11

On a page I have:

<asp:TextBox runat="server" ID="EmailTextBox" AutoPostBack="true" OnTextChanged="EmailTextBox_Changed" />
<asp:Button runat="server" ID="SearchButton" OnClick="AddButton_Click" Text="add" />

In EmailTextBox_Changed, it counts up how many emails can be found, before running the search.

The problem is, when you type something in EmailTextBox, and click on the button, you have to click twice to get the actual results up. This is because the first click is doing the "AutoPostBack" part from the text box, and then you have to click again to make the actual click postback to happen.

Without removing the "AutoPostBack=true", how can I stop it needing two clicks in these circumstances?

  • -Change the button from a server control to a client based button, in addition, use JS for this. – JonH Jul 6 '10 at 18:25
2

I was looking for an answer to this issue as well. I ended up removing all autopostback=true and doing all the actions with JavaScript, same as you.

However, one of the things I experimented with before the JavaScript was something to maintain control focus after a postback. I noticed the hidden field I used to store the name of the control that had the last focus DID have the name of the search button (mine is a save button). So, while I'm still not sure how to get the 'search' function to fire 'automatically' like it should, which is basically to chain the postback events from both the textbox AND the button together one after another, I CAN know that the user clicked that save button before the postback happened (or tried to).

So, what you have on postback is your textbox event firing, and then the Page_Load method, or whatever page cycle method you want to use, where you can check to see what the last control to have focus was. With this, there are several ways you could implement a work around.

Off hand, you could add code in every event that fires from a control autopostback, like the textbox and the search button, to check the name of the focus control. If the control that had focus last is NOT the control's autopostback function we are running, we can set a page level bool called 'Run_Controls_Method' to TRUE, else, set it to false. This way we know we should run the control that had last focus postback method.

On page load, you could do something like:

if (Run_Controls_Method && hdfFocusControl.Value != "")
{
    switch(hdfFocusControl.Value)
    {
        case "btnSearch":
           btnSearch_OnClick(null, null);
           break;
        case etc.
    }
}

The way I implement the hdfHasFocus is:

HTML:

<input id="hdfHasFocus" runat="server" type="hidden" />

HTML code behind:

protected void Page_PreRender(object sender,EventArgs e)
{
   if (IsPostBack != true)
   {
       //Add the OnFocus event to all appropriate controls on the panel1 panel.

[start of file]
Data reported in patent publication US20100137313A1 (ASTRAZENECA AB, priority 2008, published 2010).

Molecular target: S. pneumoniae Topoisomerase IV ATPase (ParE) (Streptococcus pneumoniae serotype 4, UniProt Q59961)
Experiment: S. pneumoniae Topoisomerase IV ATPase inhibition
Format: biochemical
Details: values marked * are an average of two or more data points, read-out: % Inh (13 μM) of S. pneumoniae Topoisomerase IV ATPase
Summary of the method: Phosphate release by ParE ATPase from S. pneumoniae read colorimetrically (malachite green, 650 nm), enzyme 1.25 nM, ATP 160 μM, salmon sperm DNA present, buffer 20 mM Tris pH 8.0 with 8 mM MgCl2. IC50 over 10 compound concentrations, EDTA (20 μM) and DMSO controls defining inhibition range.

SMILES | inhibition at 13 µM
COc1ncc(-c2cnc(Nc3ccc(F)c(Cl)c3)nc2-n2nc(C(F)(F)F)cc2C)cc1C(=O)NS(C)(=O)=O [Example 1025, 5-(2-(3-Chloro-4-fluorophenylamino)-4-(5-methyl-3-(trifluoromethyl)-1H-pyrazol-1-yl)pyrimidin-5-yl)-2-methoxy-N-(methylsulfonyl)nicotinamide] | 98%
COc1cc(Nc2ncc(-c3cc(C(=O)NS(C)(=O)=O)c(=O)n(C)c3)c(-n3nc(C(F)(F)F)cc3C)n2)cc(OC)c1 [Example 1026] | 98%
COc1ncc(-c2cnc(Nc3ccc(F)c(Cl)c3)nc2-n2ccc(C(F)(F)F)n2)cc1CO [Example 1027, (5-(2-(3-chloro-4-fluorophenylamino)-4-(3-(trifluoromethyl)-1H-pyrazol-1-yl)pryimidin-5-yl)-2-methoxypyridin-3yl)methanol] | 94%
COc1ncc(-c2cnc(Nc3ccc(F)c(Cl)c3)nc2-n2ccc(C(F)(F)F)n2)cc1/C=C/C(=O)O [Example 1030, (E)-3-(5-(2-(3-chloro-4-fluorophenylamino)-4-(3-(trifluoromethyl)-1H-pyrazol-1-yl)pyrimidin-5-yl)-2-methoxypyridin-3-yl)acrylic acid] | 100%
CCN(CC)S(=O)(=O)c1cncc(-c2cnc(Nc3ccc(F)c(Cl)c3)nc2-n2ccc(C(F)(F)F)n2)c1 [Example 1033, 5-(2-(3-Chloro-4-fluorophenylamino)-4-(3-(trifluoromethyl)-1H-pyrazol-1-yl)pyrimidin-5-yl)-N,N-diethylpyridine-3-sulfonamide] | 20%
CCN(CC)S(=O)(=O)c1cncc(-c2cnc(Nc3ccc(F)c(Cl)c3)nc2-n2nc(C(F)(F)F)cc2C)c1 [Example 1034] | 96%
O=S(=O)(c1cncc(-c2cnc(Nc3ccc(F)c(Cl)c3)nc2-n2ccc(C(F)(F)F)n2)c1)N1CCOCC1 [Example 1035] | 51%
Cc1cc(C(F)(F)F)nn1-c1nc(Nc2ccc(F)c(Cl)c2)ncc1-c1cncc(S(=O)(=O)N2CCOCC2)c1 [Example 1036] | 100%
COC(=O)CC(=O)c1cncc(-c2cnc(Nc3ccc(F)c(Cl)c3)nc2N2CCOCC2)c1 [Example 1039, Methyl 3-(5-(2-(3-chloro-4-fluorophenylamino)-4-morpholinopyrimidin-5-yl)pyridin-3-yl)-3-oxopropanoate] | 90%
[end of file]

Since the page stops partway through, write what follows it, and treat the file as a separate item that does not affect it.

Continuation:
ControlManager.AddOnFocus(this.Controls,hdfHasFocus,true);
       //other code...
   }

   ControlManager.SetFocus(this.Controls,hdfHasFocus.Value,true);
}

ControlManager.cs related code:

        /// <summary>
    /// Adds the onfocus event to the UI controls on the controls in the passed in control list.
    /// </summary>
    /// <param name="controls">The list of controls to apply this event.</param>
    /// <param name="saveControl">The control whose .value will be set to the control.ID of the control which had focus before postback.</param>
    /// <param name="Recurse">Should this method apply onfocus recursively to all child controls?</param>
    public static void AddOnFocus(ControlCollection controls, Control saveControl, bool Recurse)
    {
        foreach (Control control in controls)
        {
            //To make the .Add a bit easier to see/read.
            string action = "";

            //Only apply this change to valid control types. 
            if ((control is Button) ||
                (control is DropDownList) ||
                (control is ListBox) ||
                (control is TextBox) ||
                (control is RadDateInput) ||
                (control is RadDatePicker) ||
                (control is RadNumericTextBox))
            {
                //This version ignores errors.  This results in a 'worse case' scenario of having the hdfHasFocus field not getting a 
                //   value but also avoids bothering the user with an error.  So the user would call with a tweak request instead of 
                //   and error complaint.
                action = "try{document.getElementById(\"" + saveControl.ClientID + "\").value=\"" + control.ClientID + "\"} catch(e) {}";

                //Now, add the 'onfocus' attribute and the built action string.
                (control as WebControl).Attributes.Add("onfocus", action);
            }

            //The 'onfocus' event doesn't seem to work for checkbox...use below.
            if (control is CheckBox)
            {
                //This version ignores errors.  This results in a 'worse case' scenario of having the hdfHasFocus field not getting a 
                //   value but also avoids bothering the user with an error.  So the user would call with a tweak request instead of 
                //   and error complaint.
                action = "try{document.getElementById(\"" + saveControl.ClientID + "\").value=\"" + control.ClientID + "\"} catch(e) {}";
                //In case there is already an attribute here for 'onclick' then we will simply try to add to it.